In 2009, when the economy was still convulsing from the financial crisis, Daniel Roth (now Linkedin’s executive editor) published a piece about the future of Wall Street suggesting that the financial industry’s temporary paralysis might be a good thing. “No one likes to see an industry die, but there is an upside,” he wrote in what seemed like a prescient article in Wired magazine that June. “Often, smart cubicle refugees will seize the opportunity to pursue their entrepreneurial dreams, unleashing waves of innovation upon society.” He cited the decline of the Hollywood studio system and the birth of independent film as an example of how one big industry’s collapse might prompt a flowering of creativity and new enterprise.
The only trouble is, it didn’t happen.
By all accounts, the opposite occurred. The surviving banks became bigger and more powerful than ever, and the paychecks remained enormous, even if the institutions themselves are somewhat leaner. The brain drain into finance and away from academia, corporate America, policymaking, and everything else has slowed, but it continues. Employment levels in financial services overall are lower than they were before the financial crisis, yet approximately 35 percent of the graduating class of Princeton still entered the financial industry last year.
Now Andrew Yang, who founded and runs Venture for America, a fellowship program that places top college graduates in startups for two years, is here with yet another critique of the fact that a disproportionate number of college graduates are squandering their hard-earned educations on Wall Street careers. “A friend told me about a young Princeton graduate she knew named Cole. Cole studied mathematics and went to work for a hedge fund directly out of school. He’s now making well into six figures at the age of 24. That’s his whole story to date,” Yang writes in an excerpt from his book, Smart People Should Build Things. “That’s success and the American way. And yet how excited are you about Cole’s trajectory?”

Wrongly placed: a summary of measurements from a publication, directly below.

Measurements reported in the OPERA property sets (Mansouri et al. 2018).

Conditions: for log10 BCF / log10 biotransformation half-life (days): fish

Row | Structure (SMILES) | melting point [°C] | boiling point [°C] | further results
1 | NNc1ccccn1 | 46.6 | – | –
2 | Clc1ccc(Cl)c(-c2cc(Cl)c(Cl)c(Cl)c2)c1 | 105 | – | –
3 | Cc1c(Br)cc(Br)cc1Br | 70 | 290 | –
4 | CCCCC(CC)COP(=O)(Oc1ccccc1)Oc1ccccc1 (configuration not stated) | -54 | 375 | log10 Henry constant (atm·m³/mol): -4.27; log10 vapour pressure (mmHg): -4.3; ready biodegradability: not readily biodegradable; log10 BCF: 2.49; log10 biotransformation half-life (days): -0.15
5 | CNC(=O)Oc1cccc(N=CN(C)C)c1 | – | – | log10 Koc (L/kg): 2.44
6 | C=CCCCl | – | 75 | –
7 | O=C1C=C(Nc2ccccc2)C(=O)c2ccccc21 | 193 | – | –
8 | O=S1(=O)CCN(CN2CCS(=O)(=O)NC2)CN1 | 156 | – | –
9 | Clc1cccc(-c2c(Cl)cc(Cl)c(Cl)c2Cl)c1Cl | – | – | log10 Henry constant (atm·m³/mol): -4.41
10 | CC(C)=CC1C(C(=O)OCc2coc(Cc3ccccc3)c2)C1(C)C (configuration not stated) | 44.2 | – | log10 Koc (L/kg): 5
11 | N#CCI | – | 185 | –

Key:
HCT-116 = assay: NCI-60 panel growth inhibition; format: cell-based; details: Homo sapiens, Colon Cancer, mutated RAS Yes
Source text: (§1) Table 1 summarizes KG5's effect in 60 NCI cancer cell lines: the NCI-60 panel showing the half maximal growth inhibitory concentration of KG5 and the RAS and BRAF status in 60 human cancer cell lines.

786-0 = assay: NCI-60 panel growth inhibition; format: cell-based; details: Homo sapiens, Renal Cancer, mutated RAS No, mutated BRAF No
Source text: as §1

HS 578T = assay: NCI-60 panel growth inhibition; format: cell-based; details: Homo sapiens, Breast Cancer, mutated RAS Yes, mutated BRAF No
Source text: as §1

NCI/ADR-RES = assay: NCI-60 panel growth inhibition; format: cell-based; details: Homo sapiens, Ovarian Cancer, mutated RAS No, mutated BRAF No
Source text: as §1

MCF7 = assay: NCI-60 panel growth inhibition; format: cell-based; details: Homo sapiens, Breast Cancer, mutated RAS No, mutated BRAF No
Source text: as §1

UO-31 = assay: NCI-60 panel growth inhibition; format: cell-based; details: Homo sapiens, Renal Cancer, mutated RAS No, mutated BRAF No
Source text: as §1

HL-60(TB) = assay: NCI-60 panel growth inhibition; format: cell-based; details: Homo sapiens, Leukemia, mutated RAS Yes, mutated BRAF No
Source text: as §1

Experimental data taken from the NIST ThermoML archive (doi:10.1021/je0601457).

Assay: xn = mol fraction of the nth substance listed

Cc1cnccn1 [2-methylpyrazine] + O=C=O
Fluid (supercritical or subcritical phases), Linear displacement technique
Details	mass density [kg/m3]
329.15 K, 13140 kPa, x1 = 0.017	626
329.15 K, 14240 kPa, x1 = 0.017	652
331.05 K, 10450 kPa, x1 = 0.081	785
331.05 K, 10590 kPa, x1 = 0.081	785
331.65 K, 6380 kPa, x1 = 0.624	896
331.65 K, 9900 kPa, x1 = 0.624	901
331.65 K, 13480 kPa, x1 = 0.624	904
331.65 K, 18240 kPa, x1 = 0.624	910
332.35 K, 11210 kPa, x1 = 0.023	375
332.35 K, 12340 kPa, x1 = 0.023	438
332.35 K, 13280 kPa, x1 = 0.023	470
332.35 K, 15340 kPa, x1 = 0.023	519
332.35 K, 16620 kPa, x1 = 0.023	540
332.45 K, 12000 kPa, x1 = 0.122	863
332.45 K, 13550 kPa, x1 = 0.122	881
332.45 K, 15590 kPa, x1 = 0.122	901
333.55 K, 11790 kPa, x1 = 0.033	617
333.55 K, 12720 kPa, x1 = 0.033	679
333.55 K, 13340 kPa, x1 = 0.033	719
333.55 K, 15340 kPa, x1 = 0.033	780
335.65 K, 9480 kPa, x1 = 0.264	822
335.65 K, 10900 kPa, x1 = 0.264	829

Yang argues that our idea of achievement has become far too narrow and materialistic. It is hurting the economy by taking math, science, and liberal arts graduates away from fields where they might invent and build and hire people at new companies they found and concentrating them in the financial sector, where they aren’t likely to contribute to future economic growth. He asserts that many of the most highly educated young people are also some of the most risk-averse, overly concerned about predictable career advancement and impressing their parents and friends.
“We need people willing to take risks and, yes, to occasionally fail,” Yang writes, as opposed to having the top third of every graduating class following the same predictable path of investment bank analyst program/business school/hedge fund. “We need people committed over extended periods of time to creating value, no matter how hard that is. We need people who care deeply about the work they’re doing.” Yang’s antitote to Wall Street-itis is Silicon Valley.
Kevin Roose, in his new book Young Money, which charts the early careers of a handful of fresh Wall Street recruits, suggests that finance’s hold over young minds is starting to loosen and that the freshly educated are looking for something more meaningful than simply the opportunity to collect a huge paycheck.
Encouraging them to start technology companies, as Yang does, is one fine alternative, but it isn’t a perfect solution. The reasons why can be seen in the recent announcement by Facebook that it was buying Whatsapp for $19 billion. A closer look at the eye-popping deal revealed that Facebook was paying $345 million for each employee of the text messaging service—all 55 of them. It made a handful of people amazingly rich almost overnight. But even in the innovation paradise of Silicon Valley, creating companies that build things doesn’t seem to involve creating jobs. That still leaves a lot of young people left to build algorithms for hedge funds.